AUSTIN, Texas – The saying goes that there are lies, damn lies and statistics. Stats can be made to sing and dance to the point of winning a Tony Award.
But statistics are also cold, hard facts. There are certain numbers that are inarguable. Such as: Texas had six more turnovers than field goals. And you know the other saying, “Statistics are for losers.”
No. 7 Baylor hassled and harassed the Longhorns Sunday. The Lady Bears stayed in first place with a 72-56 victory over Texas (17-8, 8-5) In the annual Shoot for a Cure game to help raise breast cancer awareness. The Longhorns lost their first home game in league play and the only other home loss at come to a top-10 team (Stanford) in November.
“The turnovers really hurt us,” Texas coach Karen Aston said. “We were trying to make home run plays. Today, it was about offense and turnovers.”
The only bad news for Baylor was that No. 13 West Virginia, the Lady Bears’ closest pursuers in the Big 12 standings, overcame an upset bid by TCU and prevailed on their home court, overcoming a 13-point first-half deficit to beat the Horned Frogs, 61-57.
Baylor averages 87 points a game and lighting up the scoreboard obscures the Lady Bears’ penchant for making life miserable for opposing offenses. Baylor has allowed one team in the last 278 games to make over half its shots. Texas never came close to changing that note.
“We always want to make teams turn the ball over,” said Baylor’s Odyssey Sims, who was four points above her national-best average with 34 points. “We’re good on defense, our pressure on the wings and in the post is very good. We played good team defense and forced them to turn the ball over.”
“People don’t talk about how we get out there and play defense,” Baylor coach Kim Mulkey said. “You have to guard people if you play at Baylor.”
These teams faced off just 15 days ago in Waco and the Austin version wasn’t much different. In the Ferrell Center, Texas was hack happy, committing 37 founds and sending the Lady Bears to the line 44 times.
In the rematch, the Longhorns were too charitable. Texas committed 26 turnovers, one shy of its season high. The Longhorns also had self-inflicted wounds by missing half of its 26 free throws and at least 10 close-in shots.
“In the first half, we hung in but we missed some easy shots and missed some free throws,” Aston said. “We were uncharacteristically frantic, it was a bad day for us. We tried to hurry and we weren’t patient in reversing the ball. Credit to Baylor, they force you to be in a hurry and play faster than you want.”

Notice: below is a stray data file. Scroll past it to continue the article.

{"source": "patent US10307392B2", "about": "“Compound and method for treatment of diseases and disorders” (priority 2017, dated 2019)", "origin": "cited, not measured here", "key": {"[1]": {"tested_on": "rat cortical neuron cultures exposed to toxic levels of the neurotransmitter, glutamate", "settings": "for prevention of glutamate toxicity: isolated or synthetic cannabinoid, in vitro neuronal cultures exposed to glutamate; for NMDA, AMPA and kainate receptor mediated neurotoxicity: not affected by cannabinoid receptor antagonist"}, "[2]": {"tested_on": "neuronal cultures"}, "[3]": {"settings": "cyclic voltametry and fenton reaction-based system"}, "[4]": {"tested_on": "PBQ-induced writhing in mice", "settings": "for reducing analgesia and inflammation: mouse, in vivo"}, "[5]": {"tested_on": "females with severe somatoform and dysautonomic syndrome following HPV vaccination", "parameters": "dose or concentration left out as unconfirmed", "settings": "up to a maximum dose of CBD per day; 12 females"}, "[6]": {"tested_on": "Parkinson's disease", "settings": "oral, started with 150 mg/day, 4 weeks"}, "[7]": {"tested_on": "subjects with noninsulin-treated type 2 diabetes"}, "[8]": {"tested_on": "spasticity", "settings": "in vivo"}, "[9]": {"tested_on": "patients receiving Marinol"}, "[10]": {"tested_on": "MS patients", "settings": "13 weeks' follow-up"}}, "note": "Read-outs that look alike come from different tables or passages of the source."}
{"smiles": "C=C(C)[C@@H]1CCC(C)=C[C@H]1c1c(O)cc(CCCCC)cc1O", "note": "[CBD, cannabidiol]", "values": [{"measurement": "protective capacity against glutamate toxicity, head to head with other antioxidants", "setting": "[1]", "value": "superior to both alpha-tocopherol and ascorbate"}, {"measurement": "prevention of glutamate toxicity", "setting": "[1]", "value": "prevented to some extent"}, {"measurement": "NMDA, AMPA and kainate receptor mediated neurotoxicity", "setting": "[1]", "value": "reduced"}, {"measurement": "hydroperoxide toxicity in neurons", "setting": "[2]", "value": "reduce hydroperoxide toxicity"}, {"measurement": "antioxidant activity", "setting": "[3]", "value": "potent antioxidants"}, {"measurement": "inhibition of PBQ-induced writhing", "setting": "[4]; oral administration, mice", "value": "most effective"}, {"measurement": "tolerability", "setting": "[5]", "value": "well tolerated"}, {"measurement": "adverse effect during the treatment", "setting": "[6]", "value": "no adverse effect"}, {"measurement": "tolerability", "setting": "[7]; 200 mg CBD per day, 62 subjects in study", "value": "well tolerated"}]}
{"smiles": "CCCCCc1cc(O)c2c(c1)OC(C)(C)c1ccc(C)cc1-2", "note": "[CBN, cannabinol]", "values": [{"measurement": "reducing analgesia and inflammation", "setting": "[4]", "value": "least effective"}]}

Baylor asserted itself with a 9-0 run to build an 18-11 run with 13:01 remaining. The remainder of the first 20 minutes only added to UT’s frustration. The Lady Bears missed 18 of their final 21 shots in the first half. During that cold spell, the Longhorns gained no traction as Baylor was able to expand its lead to 30-21 at halftime.
“We missed so many high-percentage shots in the first half and we still had a nine point lead,” Mulkey said. “Our defense was better than our offense in the first half.”
Baylor shot 33.3 percent in the first half and Texas shot 32.1 percent.
“We came in focused on defense and we showed great improvement but they also got a lot of second-chance rebounds,” said UT’s Nneka Enemkpali, who finished with 10 points and nine rebounds. “They had a little bit more heart and grit, they made the hustle plays.”
Spanning the first and second half, Texas had 17 possessions and turned it over nine times. Even so, Baylor’s offensive struggles – missing 27 of 31 shots at one stretch – had the Longhorns trailing just 36-28 with 12:45 remaining.
Sims scored 13 of Baylor’s 20 points during a run that erased all doubts and built the Lady Bears’ lead to 58-31. At that point, UT was 10-of-49 from the field and had committed 25 turnovers.
“They came out hungrier in the second half,” Enemkpali said. “Coach called a timeout and said, ‘They taste blood.’ We couldn’t, at that moment, respond to what they were doing. We didn’t play with enough fight.”